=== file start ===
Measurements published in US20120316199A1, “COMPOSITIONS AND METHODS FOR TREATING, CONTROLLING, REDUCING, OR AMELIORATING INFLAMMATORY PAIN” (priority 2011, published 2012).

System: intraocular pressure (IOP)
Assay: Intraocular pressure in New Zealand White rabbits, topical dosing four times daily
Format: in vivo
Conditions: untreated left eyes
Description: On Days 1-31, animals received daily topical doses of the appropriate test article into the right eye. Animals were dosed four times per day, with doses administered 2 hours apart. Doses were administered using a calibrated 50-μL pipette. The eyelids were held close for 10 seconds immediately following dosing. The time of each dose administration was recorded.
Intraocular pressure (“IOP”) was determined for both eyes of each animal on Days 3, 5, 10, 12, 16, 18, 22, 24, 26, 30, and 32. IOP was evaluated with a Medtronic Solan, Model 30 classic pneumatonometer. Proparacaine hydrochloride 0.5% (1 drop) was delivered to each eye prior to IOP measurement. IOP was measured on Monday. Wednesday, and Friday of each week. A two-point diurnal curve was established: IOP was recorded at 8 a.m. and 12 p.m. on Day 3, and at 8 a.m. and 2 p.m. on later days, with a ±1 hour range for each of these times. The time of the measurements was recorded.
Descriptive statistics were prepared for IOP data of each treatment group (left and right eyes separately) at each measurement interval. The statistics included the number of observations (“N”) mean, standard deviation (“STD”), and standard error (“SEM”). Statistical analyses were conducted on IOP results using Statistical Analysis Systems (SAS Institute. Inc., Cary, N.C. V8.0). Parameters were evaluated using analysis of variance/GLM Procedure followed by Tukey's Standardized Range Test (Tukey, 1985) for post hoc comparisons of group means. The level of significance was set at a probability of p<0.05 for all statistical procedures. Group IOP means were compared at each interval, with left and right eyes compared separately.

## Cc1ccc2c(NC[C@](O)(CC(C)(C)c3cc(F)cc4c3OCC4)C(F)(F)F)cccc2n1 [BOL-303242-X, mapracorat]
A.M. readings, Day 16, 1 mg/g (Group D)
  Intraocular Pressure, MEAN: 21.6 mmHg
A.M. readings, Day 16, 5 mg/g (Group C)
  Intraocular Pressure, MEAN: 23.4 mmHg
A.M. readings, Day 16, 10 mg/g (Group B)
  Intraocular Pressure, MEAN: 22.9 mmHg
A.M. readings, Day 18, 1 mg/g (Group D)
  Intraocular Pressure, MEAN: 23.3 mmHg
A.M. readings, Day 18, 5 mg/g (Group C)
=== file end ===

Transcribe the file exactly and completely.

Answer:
Measurements published in US20120316199A1, “COMPOSITIONS AND METHODS FOR TREATING, CONTROLLING, REDUCING, OR AMELIORATING INFLAMMATORY PAIN” (priority 2011, published 2012).

System: intraocular pressure (IOP)
Assay: Intraocular pressure in New Zealand White rabbits, topical dosing four times daily
Format: in vivo
Conditions: untreated left eyes
Description: On Days 1-31, animals received daily topical doses of the appropriate test article into the right eye. Animals were dosed four times per day, with doses administered 2 hours apart. Doses were administered using a calibrated 50-μL pipette. The eyelids were held close for 10 seconds immediately following dosing. The time of each dose administration was recorded.
Intraocular pressure (“IOP”) was determined for both eyes of each animal on Days 3, 5, 10, 12, 16, 18, 22, 24, 26, 30, and 32. IOP was evaluated with a Medtronic Solan, Model 30 classic pneumatonometer. Proparacaine hydrochloride 0.5% (1 drop) was delivered to each eye prior to IOP measurement. IOP was measured on Monday. Wednesday, and Friday of each week. A two-point diurnal curve was established: IOP was recorded at 8 a.m. and 12 p.m. on Day 3, and at 8 a.m. and 2 p.m. on later days, with a ±1 hour range for each of these times. The time of the measurements was recorded.
Descriptive statistics were prepared for IOP data of each treatment group (left and right eyes separately) at each measurement interval. The statistics included the number of observations (“N”) mean, standard deviation (“STD”), and standard error (“SEM”). Statistical analyses were conducted on IOP results using Statistical Analysis Systems (SAS Institute. Inc., Cary, N.C. V8.0). Parameters were evaluated using analysis of variance/GLM Procedure followed by Tukey's Standardized Range Test (Tukey, 1985) for post hoc comparisons of group means. The level of significance was set at a probability of p<0.05 for all statistical procedures. Group IOP means were compared at each interval, with left and right eyes compared separately.

## Cc1ccc2c(NC[C@](O)(CC(C)(C)c3cc(F)cc4c3OCC4)C(F)(F)F)cccc2n1 [BOL-303242-X, mapracorat]
A.M. readings, Day 16, 1 mg/g (Group D)
  Intraocular Pressure, MEAN: 21.6 mmHg
A.M. readings, Day 16, 5 mg/g (Group C)
  Intraocular Pressure, MEAN: 23.4 mmHg
A.M. readings, Day 16, 10 mg/g (Group B)
  Intraocular Pressure, MEAN: 22.9 mmHg
A.M. readings, Day 18, 1 mg/g (Group D)
  Intraocular Pressure, MEAN: 23.3 mmHg
A.M. readings, Day 18, 5 mg/g (Group C)